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??Geographical Names Board commemorates reawakening of Aboriginal languages at 400th meeting?

The NSW Department of Customer Service 2 mins read

Thursday, 7 March 2024

*Interviews and Video News Release available here: https://vimeo.com/919875434/0f971e6308?share=copy *
*Geographical Names Board, Reawakening Aboriginal Place Naming video available here:
https://vimeo.com/918139642/086ec9d983?share=copy *


The Geographical Names Board (GNB) has held a special event at the iconic NSW State Library to celebrate its 400
th meeting, highlighting the rich history of the GNB and its role in shaping NSW through place naming. 
 
Since its establishment in 1966, as the authority in NSW for naming mountains and rivers along with suburbs, railway stations and other geographic features, the GNB has officially recorded over 65,000 place names.  
 
Since June 2001, the NSW Government has supported a dual naming policy for geographical features and cultural sites. Currently the GNB has assigned 45 dual names, including significant landmarks such as Dawes Point / Tar-ra, Macquarie River / Wambuul, Cockatoo Island / Wareamah, and Mount Panorama / Wahluu. 
 
Central to the 400th milestone event is a special focus on the reawakening of Aboriginal languages through place naming, which is a recognised way of preserving First Nations languages. | 
 
Additionally, it aligns with the United Nations' declaration of the International Decade of Indigenous Languages which bring attention to the urgent need to encourage preservation, revitalisation and promotion of language that is critically endangered.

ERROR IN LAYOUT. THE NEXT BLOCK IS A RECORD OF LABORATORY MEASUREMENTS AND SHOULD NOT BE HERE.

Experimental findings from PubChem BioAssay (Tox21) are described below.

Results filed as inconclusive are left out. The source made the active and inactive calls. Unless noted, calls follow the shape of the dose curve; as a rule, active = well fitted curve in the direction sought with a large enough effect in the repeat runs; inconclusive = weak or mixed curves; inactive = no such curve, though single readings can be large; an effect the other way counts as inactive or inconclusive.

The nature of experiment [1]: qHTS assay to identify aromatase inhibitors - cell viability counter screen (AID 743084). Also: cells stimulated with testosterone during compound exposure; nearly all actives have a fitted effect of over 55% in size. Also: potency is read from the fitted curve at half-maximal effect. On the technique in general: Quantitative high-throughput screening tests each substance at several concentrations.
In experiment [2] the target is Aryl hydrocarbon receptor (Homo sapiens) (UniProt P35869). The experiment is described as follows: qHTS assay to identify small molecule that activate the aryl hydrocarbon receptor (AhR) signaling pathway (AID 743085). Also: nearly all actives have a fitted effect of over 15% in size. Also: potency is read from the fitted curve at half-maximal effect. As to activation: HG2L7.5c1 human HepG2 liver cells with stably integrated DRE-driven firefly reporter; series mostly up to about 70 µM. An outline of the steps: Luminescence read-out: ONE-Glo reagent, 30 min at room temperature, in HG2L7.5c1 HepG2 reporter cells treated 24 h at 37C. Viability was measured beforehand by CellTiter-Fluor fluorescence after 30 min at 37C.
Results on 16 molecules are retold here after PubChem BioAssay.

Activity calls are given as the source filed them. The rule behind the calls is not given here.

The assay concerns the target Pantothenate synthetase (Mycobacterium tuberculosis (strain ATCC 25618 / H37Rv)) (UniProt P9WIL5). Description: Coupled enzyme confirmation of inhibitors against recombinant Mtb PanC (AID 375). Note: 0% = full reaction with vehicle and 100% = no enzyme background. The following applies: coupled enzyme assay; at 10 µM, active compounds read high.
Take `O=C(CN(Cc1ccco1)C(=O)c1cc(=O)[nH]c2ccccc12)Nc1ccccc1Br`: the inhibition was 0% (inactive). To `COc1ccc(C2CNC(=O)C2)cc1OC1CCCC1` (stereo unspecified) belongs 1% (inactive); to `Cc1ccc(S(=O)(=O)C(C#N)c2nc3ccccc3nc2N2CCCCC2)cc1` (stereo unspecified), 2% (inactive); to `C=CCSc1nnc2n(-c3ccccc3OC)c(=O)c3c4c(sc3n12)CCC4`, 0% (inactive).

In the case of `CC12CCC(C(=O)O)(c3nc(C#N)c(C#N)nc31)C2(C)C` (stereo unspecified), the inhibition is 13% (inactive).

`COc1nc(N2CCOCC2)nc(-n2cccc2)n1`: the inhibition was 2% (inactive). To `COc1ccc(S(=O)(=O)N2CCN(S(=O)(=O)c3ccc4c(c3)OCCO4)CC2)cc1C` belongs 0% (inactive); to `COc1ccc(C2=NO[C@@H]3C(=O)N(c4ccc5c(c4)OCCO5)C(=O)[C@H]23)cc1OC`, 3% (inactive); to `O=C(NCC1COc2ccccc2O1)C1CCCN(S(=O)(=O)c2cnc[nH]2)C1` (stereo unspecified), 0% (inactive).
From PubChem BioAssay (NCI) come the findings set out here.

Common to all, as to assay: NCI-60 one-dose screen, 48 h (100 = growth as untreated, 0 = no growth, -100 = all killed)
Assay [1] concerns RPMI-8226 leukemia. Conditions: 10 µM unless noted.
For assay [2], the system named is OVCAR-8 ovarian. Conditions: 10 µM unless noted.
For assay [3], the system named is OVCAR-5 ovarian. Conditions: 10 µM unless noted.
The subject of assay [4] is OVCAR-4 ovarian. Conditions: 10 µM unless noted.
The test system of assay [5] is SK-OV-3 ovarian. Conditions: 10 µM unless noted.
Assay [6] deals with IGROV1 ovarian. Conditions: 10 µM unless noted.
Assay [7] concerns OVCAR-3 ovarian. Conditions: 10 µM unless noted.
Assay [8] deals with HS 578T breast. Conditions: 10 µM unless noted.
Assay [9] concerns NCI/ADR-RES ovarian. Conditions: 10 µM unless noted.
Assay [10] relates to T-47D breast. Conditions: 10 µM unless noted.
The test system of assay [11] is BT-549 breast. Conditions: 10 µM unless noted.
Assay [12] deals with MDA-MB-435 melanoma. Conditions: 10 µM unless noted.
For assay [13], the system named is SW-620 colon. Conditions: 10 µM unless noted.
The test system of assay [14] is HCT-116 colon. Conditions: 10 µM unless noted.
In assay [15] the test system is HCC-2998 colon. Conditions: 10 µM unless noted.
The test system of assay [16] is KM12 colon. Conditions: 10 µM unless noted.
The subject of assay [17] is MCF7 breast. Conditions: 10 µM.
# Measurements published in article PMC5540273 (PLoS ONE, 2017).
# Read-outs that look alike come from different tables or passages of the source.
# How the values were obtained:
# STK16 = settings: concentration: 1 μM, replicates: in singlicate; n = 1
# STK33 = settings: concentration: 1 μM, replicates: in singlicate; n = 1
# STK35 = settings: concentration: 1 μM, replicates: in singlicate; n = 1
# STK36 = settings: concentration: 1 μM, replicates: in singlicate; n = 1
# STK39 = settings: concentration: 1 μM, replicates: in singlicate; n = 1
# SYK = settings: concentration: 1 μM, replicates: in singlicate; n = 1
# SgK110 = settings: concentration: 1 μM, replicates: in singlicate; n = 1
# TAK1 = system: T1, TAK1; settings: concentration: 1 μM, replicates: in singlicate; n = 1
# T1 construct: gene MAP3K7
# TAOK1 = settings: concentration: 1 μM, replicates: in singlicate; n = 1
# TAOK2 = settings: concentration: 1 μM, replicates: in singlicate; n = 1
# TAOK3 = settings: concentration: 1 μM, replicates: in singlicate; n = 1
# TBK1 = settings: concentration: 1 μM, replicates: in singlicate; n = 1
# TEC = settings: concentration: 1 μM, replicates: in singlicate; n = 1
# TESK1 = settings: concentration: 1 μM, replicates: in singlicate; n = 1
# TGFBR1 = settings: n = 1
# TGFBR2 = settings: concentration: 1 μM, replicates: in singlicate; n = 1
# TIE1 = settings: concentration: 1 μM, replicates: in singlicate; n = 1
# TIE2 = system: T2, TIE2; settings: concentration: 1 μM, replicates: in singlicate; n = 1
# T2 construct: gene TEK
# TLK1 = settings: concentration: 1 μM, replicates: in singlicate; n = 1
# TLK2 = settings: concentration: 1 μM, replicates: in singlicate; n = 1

A display of surveyors' and explorers' notes was featured at the NSW State Library, providing a rare glimpse into historical records that document the early capture of place names across the State. 
 
The event also celebrated the service of Dr. Peter Orlovich, who has been an integral part of the GNB since its establishment. Dr. Orlovich has made a substantial and significant contribution to the GNB, as both a sitting member and advisor for more than 50 years, contributing to the identification and research of historic place names across NSW. 
 
Dr Orlovich played a key role in the Anzac Memorial Place Names Project, assisting the GNB to identify 1701 hometowns of enlistees for the First World War. Soil samples were collected from each of these sites for display in the ANZAC Memorial Hall of Service artwork. 
 
The 400th meeting took place on Tuesday 5 March, and the post-meeting event featured notable guests including the Minister for Customer Service and Digital Government Jihad Dib, NSW Surveyor-General Narelle Underwood, as well as representatives from Department of Planning, Housing and Infrastructure, Department of Customer Service, Geographical Society of NSW, State Library, Multicultural NSW, Local Government NSW, and Royal Australian Historical Society. 

 

Quote to be attributed to Surveyor-General of NSW Narelle Underwood

“For its entire history, the NSW Geographical Names Board has been instrumental in ensuring our deep connections to places are acknowledged and maintained.”  
 
“Through respectful and community-driven place naming the Board has been able to ensure that the names of the places we live, work, and play are meaningful and reflect contemporary Australia; our diversity, history, identity and values.” 
 
“Our ongoing work to formally recognise Aboriginal Place names across NSW and promote Aboriginal languages in place naming is testament to the commitment the Board has to active Reconciliation in NSW and Australia more broadly.” 

 
Quotes to be attributed to Minister for Customer Service and Digital Government Jihad Dib 

“The 400th meeting of the Geographical Names Board is an opportunity for us to honour the past, celebrate the present, and look forward to the continued commitment of the Geographical Names Board in shaping the cultural and linguistic landscape of New South Wales.” 
 
“This milestone not only reflects the Board's commitment to the naming of places, but also highlights its dedication to the reawakening of Aboriginal languages within the geographical landscape of NSW.” 


Contact details:

media@customerservice.nsw.gov.au | 0438 108 797 

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